As the New Year moves ahead, many people around the country are looking out for their W-2’s or other tax forms so they can get a head start on filing their 2017 tax returns. In this blog post, I’d like to spend some time discussing a common tax issue.
Innocent Spouse Relief
One of the most common tax issues that I see is when a person needs to claim Innocent Spouse relief from the IRS on a joint return. There are actually 3 different types of relief that fall under this broad category. Innocent spouse relief itself is applicable when your spouse or former spouse failed to report income, reported income improperly, or claimed improper deductions or credits.
To qualify for this type of relief you:
- Must have filed a joint tax return with an error that is solely the fault of your spouse
- Show that you didn’t know and had no reason to know that there was an error
- Must demonstrate that it would be unfair to hold you responsible for the debt. If you can show these three things, then you can eliminate your liability on taxes or penalties resulting from the error.
Separation of Liability
Separation of Liability relief is a related, but different, situation. To qualify you need to show that:
- You’re divorced or legally separated from the spouse with whom you filed the return OR
- You’re widowed , OR
- You haven’t been in the same household as the spouse at any time during the past 12 month period.
However, even if one of these situations applies, if you had knowledge of the error on your return then you won’t qualify for relief.
Finally, you can qualify for Equitable Relief if you don’t qualify for either of the categories. If you can show to the IRS that, under all the facts and circumstances, it would be unfair to hold you liable for the error, then the IRS can forgive the liability. The IRS has detailed rules regarding when equitable relief is appropriate published under Revenue Procedure 2013-34.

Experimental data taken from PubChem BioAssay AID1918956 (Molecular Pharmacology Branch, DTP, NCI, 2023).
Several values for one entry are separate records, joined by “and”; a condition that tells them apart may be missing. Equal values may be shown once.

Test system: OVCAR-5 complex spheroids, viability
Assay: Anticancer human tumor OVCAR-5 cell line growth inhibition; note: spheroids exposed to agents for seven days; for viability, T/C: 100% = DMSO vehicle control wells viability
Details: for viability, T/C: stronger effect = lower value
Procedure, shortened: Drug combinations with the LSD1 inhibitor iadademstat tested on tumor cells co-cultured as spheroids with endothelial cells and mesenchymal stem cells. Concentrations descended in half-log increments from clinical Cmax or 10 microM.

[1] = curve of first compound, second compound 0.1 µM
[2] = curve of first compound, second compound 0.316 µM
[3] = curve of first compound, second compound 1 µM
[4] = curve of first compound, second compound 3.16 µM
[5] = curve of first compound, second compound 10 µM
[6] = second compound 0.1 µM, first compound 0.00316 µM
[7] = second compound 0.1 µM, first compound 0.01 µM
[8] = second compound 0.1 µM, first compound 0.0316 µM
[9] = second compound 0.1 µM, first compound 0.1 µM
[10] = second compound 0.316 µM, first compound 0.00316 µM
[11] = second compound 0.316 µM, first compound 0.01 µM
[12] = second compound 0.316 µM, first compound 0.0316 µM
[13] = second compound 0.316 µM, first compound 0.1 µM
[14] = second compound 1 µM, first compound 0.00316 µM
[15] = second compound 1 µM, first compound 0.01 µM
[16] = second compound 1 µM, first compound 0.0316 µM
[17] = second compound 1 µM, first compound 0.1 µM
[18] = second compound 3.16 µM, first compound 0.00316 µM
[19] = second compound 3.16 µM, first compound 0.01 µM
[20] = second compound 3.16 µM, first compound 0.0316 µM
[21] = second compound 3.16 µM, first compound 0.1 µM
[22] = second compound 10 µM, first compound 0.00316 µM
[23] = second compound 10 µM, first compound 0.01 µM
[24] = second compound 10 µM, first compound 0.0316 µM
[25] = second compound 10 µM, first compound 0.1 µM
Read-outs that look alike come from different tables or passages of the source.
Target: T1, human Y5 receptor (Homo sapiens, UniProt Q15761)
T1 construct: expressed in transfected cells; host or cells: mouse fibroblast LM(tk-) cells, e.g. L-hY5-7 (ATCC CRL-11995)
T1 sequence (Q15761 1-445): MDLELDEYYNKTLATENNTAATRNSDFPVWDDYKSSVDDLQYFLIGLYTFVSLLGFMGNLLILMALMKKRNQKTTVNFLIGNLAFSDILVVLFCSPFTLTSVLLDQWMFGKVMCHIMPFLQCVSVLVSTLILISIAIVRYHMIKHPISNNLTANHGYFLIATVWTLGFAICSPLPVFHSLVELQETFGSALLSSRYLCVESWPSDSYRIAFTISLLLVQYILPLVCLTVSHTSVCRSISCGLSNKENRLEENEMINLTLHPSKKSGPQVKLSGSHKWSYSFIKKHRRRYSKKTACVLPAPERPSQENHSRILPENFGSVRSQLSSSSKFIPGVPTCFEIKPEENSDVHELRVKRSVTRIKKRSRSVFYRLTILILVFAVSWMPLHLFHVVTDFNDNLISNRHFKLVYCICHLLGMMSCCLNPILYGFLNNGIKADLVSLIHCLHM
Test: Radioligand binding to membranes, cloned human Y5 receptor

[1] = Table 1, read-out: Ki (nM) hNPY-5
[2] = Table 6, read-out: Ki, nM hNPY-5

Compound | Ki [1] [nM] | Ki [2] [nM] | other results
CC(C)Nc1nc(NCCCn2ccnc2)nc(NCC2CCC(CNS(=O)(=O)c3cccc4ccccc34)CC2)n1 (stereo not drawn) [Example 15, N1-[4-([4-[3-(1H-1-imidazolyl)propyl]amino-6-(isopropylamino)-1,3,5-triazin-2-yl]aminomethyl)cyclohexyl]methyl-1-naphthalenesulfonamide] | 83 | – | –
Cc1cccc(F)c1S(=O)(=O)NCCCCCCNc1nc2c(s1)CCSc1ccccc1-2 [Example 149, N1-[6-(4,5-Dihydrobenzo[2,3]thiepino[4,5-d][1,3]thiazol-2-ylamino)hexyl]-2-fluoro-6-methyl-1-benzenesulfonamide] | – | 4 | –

Keep in mind that Injured Spouse is a separate issue. An injured spouse claim is for allocation of a refund of a joint refund. Innocent spouse is for relief on a joint liability. You’re an injured spouse if all or part of your share of a refund from a joint return was or will be applied against the separate past-due federal tax, state tax, child or spousal support, or federal non-tax debt (such as a student loan) owed by your spouse. You may be able to recover your portion of the refund as an injured spouse. The IRS publishes information on their website about how to claim injured spouse status.
Often when I meet with potential clients to discuss a possible bankruptcy case, debts that have carried over from a previous marriage are a major concern. If you had a joint debt with a previous spouse, including a tax debt from a joint return, then filing bankruptcy may be your opportunity for a fresh start. Not all tax debts can be eliminated with a bankruptcy case, but if you don’t qualify for any of the IRS’s relief programs then it is worth your time to consult with an experienced bankruptcy attorney about options for handling your debt.
At Bond & Botes, our attorneys have years of experience handling all types of debts for consumers across Alabama, Tennessee, and Mississippi. If you have taxes or other debts causing you financial stress, please contact one of our convenient office to set up a free initial consultation. We will meet with you personally to help plan your way back to financial peace.
Nick Gajewski is an Associate Attorney at the Bond & Botes Law Offices in Florence and Haleyville, Alabama. He holds a Bachelor of Arts from the University of Alabama, and a Juris Doctorate from the University of Alabama School of Law. Nick joined the team of Bond & Botes bankruptcy lawyers back in 2014 and has been helping clients navigate financial issues since. Read his full bio here.